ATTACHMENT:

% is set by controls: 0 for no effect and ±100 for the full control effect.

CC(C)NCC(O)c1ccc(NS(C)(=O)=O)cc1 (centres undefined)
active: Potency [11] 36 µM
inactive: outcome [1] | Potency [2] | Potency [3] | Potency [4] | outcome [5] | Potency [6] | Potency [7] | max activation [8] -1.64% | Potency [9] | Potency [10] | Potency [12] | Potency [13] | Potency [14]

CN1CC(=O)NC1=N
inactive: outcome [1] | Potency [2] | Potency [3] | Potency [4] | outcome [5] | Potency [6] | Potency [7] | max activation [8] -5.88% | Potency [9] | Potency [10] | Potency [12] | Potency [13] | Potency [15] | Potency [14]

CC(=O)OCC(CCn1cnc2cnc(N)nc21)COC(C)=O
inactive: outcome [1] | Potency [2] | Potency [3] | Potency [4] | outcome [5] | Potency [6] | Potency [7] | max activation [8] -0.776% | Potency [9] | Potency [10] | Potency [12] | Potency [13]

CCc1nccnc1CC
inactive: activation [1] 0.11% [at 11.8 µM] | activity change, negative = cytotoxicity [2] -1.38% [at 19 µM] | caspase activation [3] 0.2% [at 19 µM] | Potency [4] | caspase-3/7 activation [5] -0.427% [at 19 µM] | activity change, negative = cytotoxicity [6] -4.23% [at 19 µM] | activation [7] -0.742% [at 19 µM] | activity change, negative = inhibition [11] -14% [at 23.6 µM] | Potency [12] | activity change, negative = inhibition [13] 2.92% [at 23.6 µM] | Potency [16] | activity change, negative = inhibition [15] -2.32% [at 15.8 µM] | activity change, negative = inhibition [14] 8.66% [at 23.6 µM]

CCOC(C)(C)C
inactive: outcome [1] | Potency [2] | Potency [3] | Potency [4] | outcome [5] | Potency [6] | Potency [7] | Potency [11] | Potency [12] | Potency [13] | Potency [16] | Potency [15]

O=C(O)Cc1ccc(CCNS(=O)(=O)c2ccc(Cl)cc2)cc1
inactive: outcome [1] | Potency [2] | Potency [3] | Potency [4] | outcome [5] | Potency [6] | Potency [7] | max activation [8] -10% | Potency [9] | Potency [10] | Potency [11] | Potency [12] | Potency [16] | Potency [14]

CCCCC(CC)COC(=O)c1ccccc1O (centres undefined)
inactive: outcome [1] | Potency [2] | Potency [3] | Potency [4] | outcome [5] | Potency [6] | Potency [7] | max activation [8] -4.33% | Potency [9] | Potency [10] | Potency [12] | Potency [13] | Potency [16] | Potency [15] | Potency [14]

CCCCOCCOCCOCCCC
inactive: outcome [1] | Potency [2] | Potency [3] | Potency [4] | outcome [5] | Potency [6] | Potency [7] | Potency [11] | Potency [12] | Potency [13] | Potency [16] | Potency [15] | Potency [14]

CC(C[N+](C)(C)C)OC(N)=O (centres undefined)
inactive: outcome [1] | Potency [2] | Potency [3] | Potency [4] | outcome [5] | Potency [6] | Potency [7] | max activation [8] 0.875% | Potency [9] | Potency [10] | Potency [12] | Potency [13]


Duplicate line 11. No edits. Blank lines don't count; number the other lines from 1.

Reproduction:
CCOC(C)(C)C